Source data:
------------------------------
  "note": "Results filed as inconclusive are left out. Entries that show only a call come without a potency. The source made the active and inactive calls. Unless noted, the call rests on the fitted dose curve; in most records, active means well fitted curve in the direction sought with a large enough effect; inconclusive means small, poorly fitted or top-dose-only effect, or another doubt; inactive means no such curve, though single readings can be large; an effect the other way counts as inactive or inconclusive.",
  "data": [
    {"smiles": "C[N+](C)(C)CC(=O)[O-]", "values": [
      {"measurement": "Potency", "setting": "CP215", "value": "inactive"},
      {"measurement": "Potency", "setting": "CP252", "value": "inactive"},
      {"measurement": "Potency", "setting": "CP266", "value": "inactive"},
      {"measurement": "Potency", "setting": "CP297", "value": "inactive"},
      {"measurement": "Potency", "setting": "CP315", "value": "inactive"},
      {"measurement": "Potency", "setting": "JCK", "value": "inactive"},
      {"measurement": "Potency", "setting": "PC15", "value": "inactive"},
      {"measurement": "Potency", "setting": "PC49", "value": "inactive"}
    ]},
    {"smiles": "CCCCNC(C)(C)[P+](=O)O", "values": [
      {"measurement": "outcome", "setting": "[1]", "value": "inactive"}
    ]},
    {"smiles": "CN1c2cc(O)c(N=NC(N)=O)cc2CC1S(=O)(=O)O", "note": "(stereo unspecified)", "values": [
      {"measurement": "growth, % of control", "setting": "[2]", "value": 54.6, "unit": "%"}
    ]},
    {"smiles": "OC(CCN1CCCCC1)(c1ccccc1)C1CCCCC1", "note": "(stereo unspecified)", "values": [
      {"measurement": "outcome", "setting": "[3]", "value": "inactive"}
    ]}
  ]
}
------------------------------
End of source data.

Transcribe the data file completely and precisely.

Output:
  "note": "Results filed as inconclusive are left out. Entries that show only a call come without a potency. The source made the active and inactive calls. Unless noted, the call rests on the fitted dose curve; in most records, active means well fitted curve in the direction sought with a large enough effect; inconclusive means small, poorly fitted or top-dose-only effect, or another doubt; inactive means no such curve, though single readings can be large; an effect the other way counts as inactive or inconclusive.",
  "data": [
    {"smiles": "C[N+](C)(C)CC(=O)[O-]", "values": [
      {"measurement": "Potency", "setting": "CP215", "value": "inactive"},
      {"measurement": "Potency", "setting": "CP252", "value": "inactive"},
      {"measurement": "Potency", "setting": "CP266", "value": "inactive"},
      {"measurement": "Potency", "setting": "CP297", "value": "inactive"},
      {"measurement": "Potency", "setting": "CP315", "value": "inactive"},
      {"measurement": "Potency", "setting": "JCK", "value": "inactive"},
      {"measurement": "Potency", "setting": "PC15", "value": "inactive"},
      {"measurement": "Potency", "setting": "PC49", "value": "inactive"}
    ]},
    {"smiles": "CCCCNC(C)(C)[P+](=O)O", "values": [
      {"measurement": "outcome", "setting": "[1]", "value": "inactive"}
    ]},
    {"smiles": "CN1c2cc(O)c(N=NC(N)=O)cc2CC1S(=O)(=O)O", "note": "(stereo unspecified)", "values": [
      {"measurement": "growth, % of control", "setting": "[2]", "value": 54.6, "unit": "%"}
    ]},
    {"smiles": "OC(CCN1CCCCC1)(c1ccccc1)C1CCCCC1", "note": "(stereo unspecified)", "values": [
      {"measurement": "outcome", "setting": "[3]", "value": "inactive"}
    ]}
  ]
}